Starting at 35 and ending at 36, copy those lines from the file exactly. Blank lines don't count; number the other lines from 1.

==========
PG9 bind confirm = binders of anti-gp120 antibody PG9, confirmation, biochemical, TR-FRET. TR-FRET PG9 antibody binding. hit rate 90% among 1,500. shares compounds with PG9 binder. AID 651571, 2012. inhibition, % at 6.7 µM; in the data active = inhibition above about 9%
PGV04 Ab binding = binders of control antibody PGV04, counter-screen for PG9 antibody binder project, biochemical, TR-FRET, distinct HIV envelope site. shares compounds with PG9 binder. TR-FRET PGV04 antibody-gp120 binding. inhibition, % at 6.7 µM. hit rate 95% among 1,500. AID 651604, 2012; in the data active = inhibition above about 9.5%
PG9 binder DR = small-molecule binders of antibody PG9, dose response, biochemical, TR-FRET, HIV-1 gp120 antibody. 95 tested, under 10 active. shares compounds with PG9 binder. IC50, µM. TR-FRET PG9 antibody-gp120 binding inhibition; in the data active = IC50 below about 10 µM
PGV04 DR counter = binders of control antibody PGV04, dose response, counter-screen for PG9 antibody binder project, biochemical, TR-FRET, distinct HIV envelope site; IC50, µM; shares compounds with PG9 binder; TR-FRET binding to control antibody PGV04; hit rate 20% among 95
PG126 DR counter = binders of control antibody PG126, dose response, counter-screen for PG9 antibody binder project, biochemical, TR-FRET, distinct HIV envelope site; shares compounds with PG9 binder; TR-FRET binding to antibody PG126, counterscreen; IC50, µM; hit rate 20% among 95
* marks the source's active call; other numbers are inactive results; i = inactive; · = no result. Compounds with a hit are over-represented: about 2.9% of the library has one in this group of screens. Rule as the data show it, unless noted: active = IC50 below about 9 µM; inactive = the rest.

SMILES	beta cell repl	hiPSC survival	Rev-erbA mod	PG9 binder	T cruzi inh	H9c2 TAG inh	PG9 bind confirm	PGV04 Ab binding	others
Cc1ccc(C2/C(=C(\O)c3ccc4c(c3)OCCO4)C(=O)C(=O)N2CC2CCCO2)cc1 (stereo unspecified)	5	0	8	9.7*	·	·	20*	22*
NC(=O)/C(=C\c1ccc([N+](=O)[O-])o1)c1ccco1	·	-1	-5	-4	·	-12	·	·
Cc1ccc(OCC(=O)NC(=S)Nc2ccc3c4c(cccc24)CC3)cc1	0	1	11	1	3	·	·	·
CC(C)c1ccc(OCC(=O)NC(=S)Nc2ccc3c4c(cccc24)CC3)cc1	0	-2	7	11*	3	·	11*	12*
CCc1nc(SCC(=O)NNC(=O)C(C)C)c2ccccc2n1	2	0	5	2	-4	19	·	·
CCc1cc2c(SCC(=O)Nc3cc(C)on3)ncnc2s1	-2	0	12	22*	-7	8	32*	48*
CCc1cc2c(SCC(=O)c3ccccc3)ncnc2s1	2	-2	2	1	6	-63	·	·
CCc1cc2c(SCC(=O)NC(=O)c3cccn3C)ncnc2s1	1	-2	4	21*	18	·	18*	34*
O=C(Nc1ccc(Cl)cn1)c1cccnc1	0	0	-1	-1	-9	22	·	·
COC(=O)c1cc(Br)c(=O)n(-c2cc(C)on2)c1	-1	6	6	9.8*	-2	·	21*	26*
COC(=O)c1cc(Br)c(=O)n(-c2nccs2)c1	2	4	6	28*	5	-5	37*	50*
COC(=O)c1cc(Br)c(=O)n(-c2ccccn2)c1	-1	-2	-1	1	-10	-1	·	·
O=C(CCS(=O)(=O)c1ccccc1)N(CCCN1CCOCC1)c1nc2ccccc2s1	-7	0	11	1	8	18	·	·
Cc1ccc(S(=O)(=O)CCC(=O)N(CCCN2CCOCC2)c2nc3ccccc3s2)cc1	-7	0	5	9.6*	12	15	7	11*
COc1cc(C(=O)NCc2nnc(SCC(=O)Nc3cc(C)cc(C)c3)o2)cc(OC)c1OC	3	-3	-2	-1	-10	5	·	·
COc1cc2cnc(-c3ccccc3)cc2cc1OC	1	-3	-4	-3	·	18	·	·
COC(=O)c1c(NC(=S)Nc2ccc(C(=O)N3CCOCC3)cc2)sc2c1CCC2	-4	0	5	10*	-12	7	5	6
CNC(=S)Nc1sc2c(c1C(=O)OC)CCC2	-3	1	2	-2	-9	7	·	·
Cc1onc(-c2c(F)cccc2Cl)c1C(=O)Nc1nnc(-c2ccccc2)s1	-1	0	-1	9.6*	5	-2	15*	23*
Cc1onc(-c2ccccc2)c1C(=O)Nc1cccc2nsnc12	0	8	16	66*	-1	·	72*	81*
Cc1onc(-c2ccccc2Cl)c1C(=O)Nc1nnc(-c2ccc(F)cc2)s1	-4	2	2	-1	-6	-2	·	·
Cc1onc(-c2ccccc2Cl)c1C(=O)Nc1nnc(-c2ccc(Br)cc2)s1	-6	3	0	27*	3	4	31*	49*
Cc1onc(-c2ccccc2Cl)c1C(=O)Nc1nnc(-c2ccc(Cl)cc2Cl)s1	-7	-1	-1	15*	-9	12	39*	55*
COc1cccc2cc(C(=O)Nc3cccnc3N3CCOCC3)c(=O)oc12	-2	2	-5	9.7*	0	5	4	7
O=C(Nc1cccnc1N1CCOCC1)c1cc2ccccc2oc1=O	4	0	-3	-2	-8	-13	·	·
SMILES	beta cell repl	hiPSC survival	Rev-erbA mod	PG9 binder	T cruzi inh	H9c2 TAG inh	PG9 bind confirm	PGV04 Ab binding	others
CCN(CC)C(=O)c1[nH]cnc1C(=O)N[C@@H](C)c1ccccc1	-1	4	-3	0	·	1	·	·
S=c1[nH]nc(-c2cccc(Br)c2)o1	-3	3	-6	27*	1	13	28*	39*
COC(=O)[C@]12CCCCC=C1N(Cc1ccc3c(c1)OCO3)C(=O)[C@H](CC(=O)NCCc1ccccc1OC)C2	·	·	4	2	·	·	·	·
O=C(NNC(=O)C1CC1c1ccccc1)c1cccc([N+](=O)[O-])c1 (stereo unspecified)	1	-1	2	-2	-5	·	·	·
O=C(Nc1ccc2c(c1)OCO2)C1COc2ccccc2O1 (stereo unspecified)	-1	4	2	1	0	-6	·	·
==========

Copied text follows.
S=c1[nH]nc(-c2cccc(Br)c2)o1	-3	3	-6	27*	1	13	28*	39*
COC(=O)[C@]12CCCCC=C1N(Cc1ccc3c(c1)OCO3)C(=O)[C@H](CC(=O)NCCc1ccccc1OC)C2	·	·	4	2	·	·	·	·